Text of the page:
Japan's economy broke free of recession in the second quarter, the government said Monday, expanding 3.7 percent at an annual pace on a strong rebound in exports and joining Germany, France and other economies in recovering from the global financial crisis.

The recovery in the April-June quarter was driven by robust demand for exports such as video recorders and other electronics goods, said Kingo Toyoda of the Cabinet Office. Shipments to China and other emerging markets were particularly strong. Exports grew 6.3 percent from the previous quarter, the highest growth since the second quarter of 2002.

Government stimulus measures have also helped, such as cash handouts and incentives to buy ecological products — although economists warned that the impact of such measures may peter out.

Despite the increase in exports, economists said the nascent recovery could quickly run out of steam because domestic demand remains weak. Salaries are falling and the unemployment rate has risen to a six-year high of 5.4 percent as companies such as Toyota Motor Corp. and Sony Corp. have cut thousands of jobs.

During the quarter through June 30, compensation for employees dipped 1.7 percent, the data showed, while consumer spending edged up a tepid 0.8 percent.

"When you look at the numbers, the contrast between external demand and internal demand is as clear as night and day," said Hiroshi Watanabe, economist with Daiwa Institute of Research in Tokyo. "With payments falling, it's really hard to expect individual spending to hold up."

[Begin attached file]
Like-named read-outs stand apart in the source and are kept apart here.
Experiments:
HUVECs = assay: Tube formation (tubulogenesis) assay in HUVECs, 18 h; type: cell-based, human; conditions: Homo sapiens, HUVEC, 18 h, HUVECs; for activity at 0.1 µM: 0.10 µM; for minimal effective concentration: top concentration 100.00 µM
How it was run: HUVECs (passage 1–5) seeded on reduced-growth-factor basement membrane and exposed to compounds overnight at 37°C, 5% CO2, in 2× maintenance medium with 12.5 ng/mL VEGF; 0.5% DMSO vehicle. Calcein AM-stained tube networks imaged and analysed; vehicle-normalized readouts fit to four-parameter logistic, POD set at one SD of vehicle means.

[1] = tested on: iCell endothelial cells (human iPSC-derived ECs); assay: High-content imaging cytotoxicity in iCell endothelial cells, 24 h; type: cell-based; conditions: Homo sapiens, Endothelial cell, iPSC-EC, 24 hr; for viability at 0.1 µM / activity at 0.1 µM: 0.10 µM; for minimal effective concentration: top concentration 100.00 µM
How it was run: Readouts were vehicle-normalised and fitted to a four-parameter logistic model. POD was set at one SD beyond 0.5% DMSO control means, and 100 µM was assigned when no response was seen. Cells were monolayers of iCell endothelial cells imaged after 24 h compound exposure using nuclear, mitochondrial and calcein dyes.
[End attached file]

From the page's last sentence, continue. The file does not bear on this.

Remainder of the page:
The rebound in the world's second-largest economy came after a steep, yearlong contraction in gross domestic product, including a worst-ever drop in the final quarter of 2008, when the economy shrank at a 13.1 percent pace.

The news from Japan comes amid signs that the global economy may be recovering from its slump. Last week, France and Germany, Europe's two biggest economies, said they resumed growing in the second quarter, while Hong Kong also said it expanded after a yearlong recession.

Japanese stocks fell, though, on concerns about weak U.S. consumer sentiment that could mean bad news for Japan's export-driven economy. The Nikkei 225 was down 2.2 percent at 10,360.25 by midday.

Economy and fiscal policy minister Yoshimasa Hayashi warned that "risk factors" remain, including high unemployment and sluggish production.

"Production is still at a low level, and worries remain that employment conditions will worsen. So we must watch the downside risks," he said on nationally televised news.

Private capital investment slid 4.3 percent from the previous quarter, while housing investment plunged 9.5 percent, the government said.

Compared to the previous quarter, Japan's GDP expanded 0.9 percent in April-June. If that rate were maintained for a full year, the economy would grow 3.7 percent.

That was better than the 3.0 percent rate projected by the Economic Planning Association, a government-affiliated group of economists.

Also Monday, the government said in revised data that the economy had contracted 3.2 percent in the fiscal year through March 31, following 1.8 percent growth in the previous fiscal year, ending March 2008.